Compact ultrafast (ps or fs) pulsed sources, particular in the visible and the ultraviolet (UV) portion of the electromagnetic spectrum, allow both static and time-resolved studies in photobiology and photochemistry, and are therefore in high demand for applications such as fluorescence spectroscopy, short-wavelength multiphoton microscopy, and fluorescence lifetime imaging microscopy (FLIM). As an example, many fluorescent molecules of biomedical importance allow one-photon excitation within the 350-600 nm spectral range and two-photon excitation within the 500-700 nm spectral range [1
]. Presently, the unamplified tunable UV-visible ps-fs pulses are mainly generated from Ti:sapphire laser-pumped optical parametric oscillators or argon laser-pumped dye lasers, neither of which is compact, cost-effective, or easy to maintain. Since the desirable pulse properties, such as those of pulse duration, energy per pulse, and repetition rate, are more readily available in infrared sources, it is useful to frequency up-convert infrared pulses into the visible (or UV) while retaining, if not enhancing, requisite spectral and temporal characteristics. Following this guidance, researchers have actively pursued either the supercontinuum or the non-supercontinuum UV-visible sources based on nonlinear fiber optics.
Numerous efforts have been devoted to extend the blue edge of the supercontinuum toward the UV-visible region. The reported techniques include controlling four-wave mixing (FWM) [2
], pumping at multiple wavelengths [3
], using photonic crystal fiber (PCF) with two zero-dispersion wavelengths (ZDW) [4
], irradiating germanosilicate fiber by UV light [5
], cascading multiple fibers [6
], tapering the fiber [7
], selecting PCF with a high air-fill fraction [8
], and modifying the fiber glass composition [9
]. Supercontinuum sources with high power spectral density across 420-2400 nm have become commercially available. Selective spectral filtering of the supercontinuum sources in the visible region have allowed continuous tuning of the excitation wavelength in laser-scanning confocal microscopy [11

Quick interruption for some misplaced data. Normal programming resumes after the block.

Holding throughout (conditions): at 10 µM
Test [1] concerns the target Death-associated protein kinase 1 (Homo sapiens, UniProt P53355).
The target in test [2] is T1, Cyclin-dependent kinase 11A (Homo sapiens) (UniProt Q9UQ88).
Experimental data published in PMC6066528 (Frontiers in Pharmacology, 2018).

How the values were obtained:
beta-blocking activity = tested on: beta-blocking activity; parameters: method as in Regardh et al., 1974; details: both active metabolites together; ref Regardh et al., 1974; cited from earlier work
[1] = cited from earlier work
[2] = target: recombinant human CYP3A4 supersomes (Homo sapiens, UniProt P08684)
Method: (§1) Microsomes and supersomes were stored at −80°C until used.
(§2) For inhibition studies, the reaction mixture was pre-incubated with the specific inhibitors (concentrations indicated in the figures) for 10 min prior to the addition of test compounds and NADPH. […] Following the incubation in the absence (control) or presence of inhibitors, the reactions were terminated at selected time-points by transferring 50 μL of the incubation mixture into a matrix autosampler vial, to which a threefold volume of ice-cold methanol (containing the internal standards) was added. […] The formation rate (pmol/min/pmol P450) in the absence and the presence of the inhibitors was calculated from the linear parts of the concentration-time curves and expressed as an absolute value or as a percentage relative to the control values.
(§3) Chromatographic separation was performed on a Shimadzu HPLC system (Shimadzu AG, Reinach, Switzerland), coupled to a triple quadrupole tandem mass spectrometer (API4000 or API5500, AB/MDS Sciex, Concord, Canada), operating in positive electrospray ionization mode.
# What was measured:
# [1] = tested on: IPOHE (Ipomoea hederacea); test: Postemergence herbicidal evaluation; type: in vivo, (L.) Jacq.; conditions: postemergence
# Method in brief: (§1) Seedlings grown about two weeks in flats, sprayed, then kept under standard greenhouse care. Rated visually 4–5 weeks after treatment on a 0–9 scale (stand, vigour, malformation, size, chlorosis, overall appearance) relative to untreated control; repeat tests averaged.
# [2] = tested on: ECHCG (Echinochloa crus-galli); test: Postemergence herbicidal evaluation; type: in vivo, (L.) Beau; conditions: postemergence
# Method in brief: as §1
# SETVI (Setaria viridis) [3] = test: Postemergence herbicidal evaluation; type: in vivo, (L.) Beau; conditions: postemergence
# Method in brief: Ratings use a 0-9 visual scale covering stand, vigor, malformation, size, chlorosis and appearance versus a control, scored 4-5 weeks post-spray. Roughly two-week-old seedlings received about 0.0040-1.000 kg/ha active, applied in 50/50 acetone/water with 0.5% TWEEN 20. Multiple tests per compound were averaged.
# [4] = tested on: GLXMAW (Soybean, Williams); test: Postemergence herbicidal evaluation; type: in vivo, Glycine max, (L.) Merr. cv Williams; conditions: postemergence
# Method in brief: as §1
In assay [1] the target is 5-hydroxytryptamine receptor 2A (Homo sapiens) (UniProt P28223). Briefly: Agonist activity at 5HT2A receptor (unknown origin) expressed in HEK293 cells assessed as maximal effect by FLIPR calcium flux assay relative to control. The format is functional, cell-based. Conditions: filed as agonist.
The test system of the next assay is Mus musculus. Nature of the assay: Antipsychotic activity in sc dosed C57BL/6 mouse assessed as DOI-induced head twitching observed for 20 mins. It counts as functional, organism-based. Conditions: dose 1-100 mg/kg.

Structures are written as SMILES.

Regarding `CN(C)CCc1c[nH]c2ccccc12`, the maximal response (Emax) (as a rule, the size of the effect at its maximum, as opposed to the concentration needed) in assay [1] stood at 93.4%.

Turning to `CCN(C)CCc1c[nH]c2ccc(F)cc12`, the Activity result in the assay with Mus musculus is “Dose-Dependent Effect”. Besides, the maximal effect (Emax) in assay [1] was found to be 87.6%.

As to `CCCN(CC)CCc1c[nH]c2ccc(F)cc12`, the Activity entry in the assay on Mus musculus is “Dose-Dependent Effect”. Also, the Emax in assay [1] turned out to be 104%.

] and FLIM [13
]. Despite all these successes, it is challenging for the supercontinuum sources to cover the UV region (< 400 nm) with practically useful power spectral density. Also, the spectral filtering often results in elongated pulse duration and decreased pulse energy to forbid the applications of the supercontinuum sources to ultrafast fluorescence spectroscopy and short-wavelength multiphoton microscopy.
The non-supercontinuum sources involve specific routing of the pulse energy from the infrared pump to a narrow (< 30 nm 3-dB bandwidth) signal band in the UV-visible region. This approach is attractive because it minimizes the pulse energy loss to the nonspecific wavelength conversion of supercontinuum generation. Such specific wavelength conversion has been enabled by the phase-matching condition of either FWM or Cherenkov radiation (CR) (also known as dispersive wave generation or non-solitonic radiation). The FWM has generated tunable fundamental-mode signal across the visible spectrum, but with a small average power (< 1 mW) [14
], or multimilliwatt visible signal, but in an undesired higher-order fiber mode [15
]. To date, the pulse walk-off effect and/or the supercontinuum onset have largely limited the pump-to-signal conversion efficiency of the FWM, preventing the generation of a multimilliwatt-level fundamental-mode signal. Such signal can be produced through the CR, but at the cost of additional complexities introduced to the simple fiber-pumping procedure of the supercontinuum generation and FWM. These include accurately controlled fiber tapering [16
] and complicated combinations of fiber dispersion engineering and bulk optics frequency doubling [17
]. Another study has directly produced multimilliwatt visible CR signal through the simple fiber-pumping procedure [18
]. However, the tuning of the signal wavelength over 20 nm has not been demonstrated.
Our recent study has generated multimilliwatt fundamental-mode CR signal tunable across 485-690 nm from two dispersion-engineered PCFs, which are intrinsically poor candidates for supercontinuum generation due to their unique group-index profiles [19
]. The signal wavelength is tuned by varying the pump wavelength of a relatively expensive Ti:sapphire laser which affords a wide tuning range of 690-1020 nm. In this work, we show that neither the special dispersion engineering nor the tuning of the pump wavelength is necessary for generating such CR signal. By fixing the pump wavelength at 1020 nm, we obtain similar CR signal across 347-680 nm from one series of PCFs whose dispersion properties approximate those of single circular silica strands in air.